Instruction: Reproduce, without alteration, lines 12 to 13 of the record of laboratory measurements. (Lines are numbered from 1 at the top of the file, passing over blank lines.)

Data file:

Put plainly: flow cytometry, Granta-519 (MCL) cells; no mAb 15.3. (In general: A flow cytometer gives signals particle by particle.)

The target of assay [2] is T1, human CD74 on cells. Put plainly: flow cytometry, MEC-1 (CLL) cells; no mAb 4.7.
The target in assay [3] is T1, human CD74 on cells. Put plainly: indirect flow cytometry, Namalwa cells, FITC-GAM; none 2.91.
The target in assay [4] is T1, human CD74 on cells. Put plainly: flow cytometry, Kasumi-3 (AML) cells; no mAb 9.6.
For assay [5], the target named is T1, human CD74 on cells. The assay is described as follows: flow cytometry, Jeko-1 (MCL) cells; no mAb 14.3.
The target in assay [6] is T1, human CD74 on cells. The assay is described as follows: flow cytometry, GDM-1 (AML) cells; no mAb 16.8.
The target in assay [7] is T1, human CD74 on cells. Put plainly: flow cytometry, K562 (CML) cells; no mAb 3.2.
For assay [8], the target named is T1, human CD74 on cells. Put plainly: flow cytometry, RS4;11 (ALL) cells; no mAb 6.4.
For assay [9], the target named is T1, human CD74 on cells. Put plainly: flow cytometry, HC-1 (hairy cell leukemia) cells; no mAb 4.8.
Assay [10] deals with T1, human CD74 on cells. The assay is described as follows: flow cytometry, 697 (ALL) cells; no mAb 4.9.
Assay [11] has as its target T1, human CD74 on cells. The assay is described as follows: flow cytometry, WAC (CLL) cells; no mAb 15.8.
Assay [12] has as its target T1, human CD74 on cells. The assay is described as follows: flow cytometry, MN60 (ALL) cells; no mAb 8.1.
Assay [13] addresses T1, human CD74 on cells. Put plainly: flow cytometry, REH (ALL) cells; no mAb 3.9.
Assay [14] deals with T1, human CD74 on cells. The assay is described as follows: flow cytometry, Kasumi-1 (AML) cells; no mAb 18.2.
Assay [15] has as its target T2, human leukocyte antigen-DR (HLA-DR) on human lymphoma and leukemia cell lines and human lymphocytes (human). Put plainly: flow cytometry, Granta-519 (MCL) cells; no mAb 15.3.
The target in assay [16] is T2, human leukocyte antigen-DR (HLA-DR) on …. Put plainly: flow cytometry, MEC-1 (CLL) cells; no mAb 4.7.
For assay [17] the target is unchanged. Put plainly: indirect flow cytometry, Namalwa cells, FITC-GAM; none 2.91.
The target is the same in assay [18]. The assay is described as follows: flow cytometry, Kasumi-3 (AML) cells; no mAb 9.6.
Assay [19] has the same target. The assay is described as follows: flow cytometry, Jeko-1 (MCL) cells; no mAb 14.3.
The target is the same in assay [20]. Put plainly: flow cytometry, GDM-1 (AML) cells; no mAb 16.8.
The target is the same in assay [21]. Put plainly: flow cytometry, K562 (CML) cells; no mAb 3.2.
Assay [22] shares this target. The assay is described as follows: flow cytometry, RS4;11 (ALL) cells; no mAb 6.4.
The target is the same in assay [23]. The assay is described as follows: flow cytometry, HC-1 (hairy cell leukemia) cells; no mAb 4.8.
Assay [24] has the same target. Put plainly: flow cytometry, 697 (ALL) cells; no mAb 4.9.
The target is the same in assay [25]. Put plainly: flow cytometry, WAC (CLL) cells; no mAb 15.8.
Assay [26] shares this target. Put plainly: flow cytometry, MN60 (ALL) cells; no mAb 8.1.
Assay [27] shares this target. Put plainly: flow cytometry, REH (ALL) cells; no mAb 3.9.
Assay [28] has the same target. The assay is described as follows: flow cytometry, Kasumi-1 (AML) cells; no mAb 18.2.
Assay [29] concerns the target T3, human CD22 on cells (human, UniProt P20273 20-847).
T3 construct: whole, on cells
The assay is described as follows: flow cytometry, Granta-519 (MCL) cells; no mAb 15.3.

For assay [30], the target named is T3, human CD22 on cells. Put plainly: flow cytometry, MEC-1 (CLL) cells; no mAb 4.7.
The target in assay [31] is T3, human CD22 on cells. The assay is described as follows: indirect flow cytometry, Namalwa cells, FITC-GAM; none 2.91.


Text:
Assay [12] has as its target T1, human CD74 on cells. The assay is described as follows: flow cytometry, MN60 (ALL) cells; no mAb 8.1.
Assay [13] addresses T1, human CD74 on cells. Put plainly: flow cytometry, REH (ALL) cells; no mAb 3.9.